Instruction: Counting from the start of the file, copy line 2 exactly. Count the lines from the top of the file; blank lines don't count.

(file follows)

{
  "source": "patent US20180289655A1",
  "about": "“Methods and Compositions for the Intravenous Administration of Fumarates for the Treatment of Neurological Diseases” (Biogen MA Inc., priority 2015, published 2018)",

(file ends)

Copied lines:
  "source": "patent US20180289655A1",